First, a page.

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Dracula’s Dragster by Polar Lights
By Scott Beckmann


In 1965, my oldest sister Sherri brought home a quirky little model that she was very proud of. I am not sure what possessed her to build this particular model and to my recollection, she has never purchased any other model since that day. The kit was the original Dracula’s Dragster produced by Aurora. I remember her building the model and being so proud of it. The kit was molded in all black plastic and was a comical tribute to the successful Monster Model craze. The car was a coffin dragster with a grotesquely huge headed Dracula wearing his signature garb and a British style driving hat behind the wheel. I don’t recall what ever became of my sister’s model but that kit has always served as a constant reminder of a younger, more innocent time.

I picked up a nice model reference book some time ago and it had a nice shot of a painted version of that kit. The book is Classic Plastic Model Kits Identification and Value Guide by Rick Polizzi. Inside this book is a treasure trove of photos and graphics from many kits of my youth. As stated, page 30 was the first page to show case the “Monster Rods”. Seeing Dracula’s Dragster again rekindled my urge to build one. Sadly, as with most Aurora kits, the price was not conducive to my budget.

IA few years back, Polar Lights purchased the rights to the old Aurora kits and cranked out reproductions of some of their more show case kits. Monsters, Planet of the Apes, and Land of the Giants kits are now reproduced in the same quality and splendor as when they were originally produced 30 plus years ago. Originally selling for around $15, these simple kits took us back to a simpler time in our lives where accuracy was not a watch-word. Sadly, Polar Lights fell on hard times as well and these kits soon blew out in the retail market for about $3 a kit. I was fortunate to receive several of the Monster Rods to build for a collector friend and was excited to see this kit in the box.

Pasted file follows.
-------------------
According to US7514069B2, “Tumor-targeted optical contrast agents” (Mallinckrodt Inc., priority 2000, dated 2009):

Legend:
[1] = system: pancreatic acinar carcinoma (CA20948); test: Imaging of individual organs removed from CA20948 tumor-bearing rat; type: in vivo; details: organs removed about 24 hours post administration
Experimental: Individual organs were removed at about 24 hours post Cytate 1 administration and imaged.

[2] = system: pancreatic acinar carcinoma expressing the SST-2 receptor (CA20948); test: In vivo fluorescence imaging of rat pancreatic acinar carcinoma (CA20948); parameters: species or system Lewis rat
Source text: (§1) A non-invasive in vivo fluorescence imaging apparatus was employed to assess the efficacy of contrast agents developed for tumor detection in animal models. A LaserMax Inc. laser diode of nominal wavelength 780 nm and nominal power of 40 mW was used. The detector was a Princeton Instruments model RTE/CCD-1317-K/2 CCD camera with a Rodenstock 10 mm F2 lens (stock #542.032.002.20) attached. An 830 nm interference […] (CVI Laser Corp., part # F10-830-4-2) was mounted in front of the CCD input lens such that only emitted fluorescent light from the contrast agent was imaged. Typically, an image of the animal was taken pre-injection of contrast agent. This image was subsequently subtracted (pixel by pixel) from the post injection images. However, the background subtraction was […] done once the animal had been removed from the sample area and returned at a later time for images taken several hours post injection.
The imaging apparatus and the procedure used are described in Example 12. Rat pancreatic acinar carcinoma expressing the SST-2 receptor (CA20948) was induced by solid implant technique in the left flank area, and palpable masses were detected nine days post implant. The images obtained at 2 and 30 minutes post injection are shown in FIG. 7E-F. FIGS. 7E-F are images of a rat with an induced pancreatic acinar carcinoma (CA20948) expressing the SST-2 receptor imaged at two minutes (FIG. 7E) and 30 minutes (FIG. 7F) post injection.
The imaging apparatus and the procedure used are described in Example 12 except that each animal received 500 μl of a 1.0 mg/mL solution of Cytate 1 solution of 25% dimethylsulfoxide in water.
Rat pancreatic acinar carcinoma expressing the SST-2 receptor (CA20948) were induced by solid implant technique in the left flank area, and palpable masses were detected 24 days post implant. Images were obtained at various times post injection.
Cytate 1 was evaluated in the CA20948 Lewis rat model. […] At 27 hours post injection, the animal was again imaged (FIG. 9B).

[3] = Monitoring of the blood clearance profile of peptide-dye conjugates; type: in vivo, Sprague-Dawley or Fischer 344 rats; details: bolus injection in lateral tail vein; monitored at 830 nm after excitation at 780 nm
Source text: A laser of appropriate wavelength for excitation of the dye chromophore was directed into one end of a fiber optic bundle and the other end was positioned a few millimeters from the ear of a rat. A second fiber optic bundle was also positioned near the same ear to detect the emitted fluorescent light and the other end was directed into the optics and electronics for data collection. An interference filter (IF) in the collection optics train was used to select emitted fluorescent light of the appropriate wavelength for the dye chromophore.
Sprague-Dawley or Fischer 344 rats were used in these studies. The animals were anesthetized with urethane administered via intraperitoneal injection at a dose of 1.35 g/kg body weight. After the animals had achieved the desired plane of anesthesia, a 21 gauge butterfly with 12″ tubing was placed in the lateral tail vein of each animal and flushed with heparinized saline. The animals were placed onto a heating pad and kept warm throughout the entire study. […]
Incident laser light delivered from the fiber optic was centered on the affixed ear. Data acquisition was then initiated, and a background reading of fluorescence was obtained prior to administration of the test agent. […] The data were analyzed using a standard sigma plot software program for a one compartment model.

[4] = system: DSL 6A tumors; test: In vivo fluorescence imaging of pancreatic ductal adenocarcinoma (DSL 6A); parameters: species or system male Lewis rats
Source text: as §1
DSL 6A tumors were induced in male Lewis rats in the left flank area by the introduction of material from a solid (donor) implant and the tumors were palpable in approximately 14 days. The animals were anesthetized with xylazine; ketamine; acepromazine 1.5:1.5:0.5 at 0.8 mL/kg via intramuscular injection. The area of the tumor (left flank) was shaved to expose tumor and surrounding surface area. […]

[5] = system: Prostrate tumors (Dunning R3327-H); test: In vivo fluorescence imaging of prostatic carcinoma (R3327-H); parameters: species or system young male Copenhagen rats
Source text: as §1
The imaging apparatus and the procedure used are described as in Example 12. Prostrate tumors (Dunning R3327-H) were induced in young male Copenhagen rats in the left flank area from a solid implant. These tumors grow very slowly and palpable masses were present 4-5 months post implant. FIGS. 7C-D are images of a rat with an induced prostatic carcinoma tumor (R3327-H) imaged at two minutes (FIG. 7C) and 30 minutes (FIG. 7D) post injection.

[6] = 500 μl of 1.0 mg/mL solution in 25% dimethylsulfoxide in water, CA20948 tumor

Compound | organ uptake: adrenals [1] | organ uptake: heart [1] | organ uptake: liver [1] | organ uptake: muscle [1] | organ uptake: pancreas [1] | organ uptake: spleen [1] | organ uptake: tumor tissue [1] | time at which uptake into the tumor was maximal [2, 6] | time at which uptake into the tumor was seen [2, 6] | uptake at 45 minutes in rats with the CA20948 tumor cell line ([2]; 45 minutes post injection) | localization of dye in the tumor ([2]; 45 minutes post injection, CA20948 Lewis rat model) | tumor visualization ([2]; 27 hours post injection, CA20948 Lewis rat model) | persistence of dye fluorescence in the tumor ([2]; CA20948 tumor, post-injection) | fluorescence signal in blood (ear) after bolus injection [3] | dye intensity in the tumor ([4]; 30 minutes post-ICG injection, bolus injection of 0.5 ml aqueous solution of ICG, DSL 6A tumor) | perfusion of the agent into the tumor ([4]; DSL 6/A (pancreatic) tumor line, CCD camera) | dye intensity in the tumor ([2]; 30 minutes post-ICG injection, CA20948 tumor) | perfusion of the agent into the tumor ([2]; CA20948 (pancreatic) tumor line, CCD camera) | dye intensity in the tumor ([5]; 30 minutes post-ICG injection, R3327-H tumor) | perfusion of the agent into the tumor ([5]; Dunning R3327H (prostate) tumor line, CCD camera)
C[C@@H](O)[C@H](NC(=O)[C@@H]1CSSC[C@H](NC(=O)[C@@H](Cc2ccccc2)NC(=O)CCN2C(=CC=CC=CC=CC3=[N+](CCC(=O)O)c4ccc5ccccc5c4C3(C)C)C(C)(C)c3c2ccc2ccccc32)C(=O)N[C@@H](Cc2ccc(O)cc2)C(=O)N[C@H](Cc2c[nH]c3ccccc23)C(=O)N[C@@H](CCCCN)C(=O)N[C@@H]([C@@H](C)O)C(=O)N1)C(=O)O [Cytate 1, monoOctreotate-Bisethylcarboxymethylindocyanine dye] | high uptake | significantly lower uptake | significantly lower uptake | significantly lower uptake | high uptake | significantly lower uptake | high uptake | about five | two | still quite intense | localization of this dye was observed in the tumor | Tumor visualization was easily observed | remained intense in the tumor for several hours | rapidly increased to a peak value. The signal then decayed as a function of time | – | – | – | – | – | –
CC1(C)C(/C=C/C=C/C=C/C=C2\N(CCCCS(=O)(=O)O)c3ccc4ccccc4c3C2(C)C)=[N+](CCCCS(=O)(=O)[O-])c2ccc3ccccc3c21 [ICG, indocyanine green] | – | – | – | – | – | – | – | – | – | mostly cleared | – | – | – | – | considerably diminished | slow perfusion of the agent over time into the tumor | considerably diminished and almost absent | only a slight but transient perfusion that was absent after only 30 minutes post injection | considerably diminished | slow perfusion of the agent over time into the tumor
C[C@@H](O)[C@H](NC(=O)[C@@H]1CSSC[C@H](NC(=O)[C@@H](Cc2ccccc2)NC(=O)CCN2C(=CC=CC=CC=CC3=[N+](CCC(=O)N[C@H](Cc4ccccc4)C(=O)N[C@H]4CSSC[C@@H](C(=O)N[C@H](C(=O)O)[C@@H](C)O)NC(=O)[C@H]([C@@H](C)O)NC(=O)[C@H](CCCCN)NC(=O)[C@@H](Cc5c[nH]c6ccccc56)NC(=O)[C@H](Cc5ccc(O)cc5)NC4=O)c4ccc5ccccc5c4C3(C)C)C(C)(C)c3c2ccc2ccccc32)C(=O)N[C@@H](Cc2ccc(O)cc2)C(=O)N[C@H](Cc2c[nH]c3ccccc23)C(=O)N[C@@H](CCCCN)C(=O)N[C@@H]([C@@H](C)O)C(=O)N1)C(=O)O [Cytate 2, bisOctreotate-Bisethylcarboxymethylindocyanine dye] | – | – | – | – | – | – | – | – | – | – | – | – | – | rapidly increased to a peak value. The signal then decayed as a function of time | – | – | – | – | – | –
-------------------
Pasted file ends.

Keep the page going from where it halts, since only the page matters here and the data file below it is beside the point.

Upon opening the box the first thing I noticed was the kit is no longer molded in black. The kit is now a camel tan color and clearly marked with the Polar Light logo and the new production date of 1999. There is no way of confusing a vintage kit wit this reproduction. As a collector, I respect that. As a restorer of kits, it is equally refreshing to have this reproduction available to restore vintage kits that are missing a few minor pieces like a wheel or the bat hood ornament.

Painting the kit was a treat. The nice thing about fantasy kits is creative freedom. Though the instructions do provide a detailed paining guide, I chose to go in a different direction. One I was more comfortable with.

For the coffin “body” I masked off the top intake area and shot a few coats of Testor’s Flat Red as shown on the box art. Once the red dried, I masked off the intake and shot several coats of gloss black to the entire coffin assembly. I dry brushed flat white on the seat back to bring out the detail from the body. Once the body had dried, I clear coated it to seal in the colors and to get a uniform sheen.